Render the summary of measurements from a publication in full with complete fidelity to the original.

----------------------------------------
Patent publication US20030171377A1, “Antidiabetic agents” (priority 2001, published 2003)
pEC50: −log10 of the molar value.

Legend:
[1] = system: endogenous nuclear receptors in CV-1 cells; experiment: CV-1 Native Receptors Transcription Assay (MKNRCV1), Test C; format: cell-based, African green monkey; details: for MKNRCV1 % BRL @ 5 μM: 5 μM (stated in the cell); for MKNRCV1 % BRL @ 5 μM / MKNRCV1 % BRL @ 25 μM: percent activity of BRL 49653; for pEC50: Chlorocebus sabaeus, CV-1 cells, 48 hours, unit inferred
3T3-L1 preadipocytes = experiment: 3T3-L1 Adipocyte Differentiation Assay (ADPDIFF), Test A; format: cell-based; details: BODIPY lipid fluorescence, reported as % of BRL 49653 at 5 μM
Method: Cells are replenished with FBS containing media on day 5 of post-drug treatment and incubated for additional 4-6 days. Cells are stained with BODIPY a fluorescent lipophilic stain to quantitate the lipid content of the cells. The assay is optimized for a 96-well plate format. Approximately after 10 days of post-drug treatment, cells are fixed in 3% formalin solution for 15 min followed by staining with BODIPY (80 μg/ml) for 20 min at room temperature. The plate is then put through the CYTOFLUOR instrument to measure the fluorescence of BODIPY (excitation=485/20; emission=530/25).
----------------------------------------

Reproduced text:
Patent publication US20030171377A1, “Antidiabetic agents” (priority 2001, published 2003)
pEC50: −log10 of the molar value.

Legend:
[1] = system: endogenous nuclear receptors in CV-1 cells; experiment: CV-1 Native Receptors Transcription Assay (MKNRCV1), Test C; format: cell-based, African green monkey; details: for MKNRCV1 % BRL @ 5 μM: 5 μM (stated in the cell); for MKNRCV1 % BRL @ 5 μM / MKNRCV1 % BRL @ 25 μM: percent activity of BRL 49653; for pEC50: Chlorocebus sabaeus, CV-1 cells, 48 hours, unit inferred
3T3-L1 preadipocytes = experiment: 3T3-L1 Adipocyte Differentiation Assay (ADPDIFF), Test A; format: cell-based; details: BODIPY lipid fluorescence, reported as % of BRL 49653 at 5 μM
Method: Cells are replenished with FBS containing media on day 5 of post-drug treatment and incubated for additional 4-6 days. Cells are stained with BODIPY a fluorescent lipophilic stain to quantitate the lipid content of the cells. The assay is optimized for a 96-well plate format. Approximately after 10 days of post-drug treatment, cells are fixed in 3% formalin solution for 15 min followed by staining with BODIPY (80 μg/ml) for 20 min at room temperature. The plate is then put through the CYTOFLUOR instrument to measure the fluorescence of BODIPY (excitation=485/20; emission=530/25).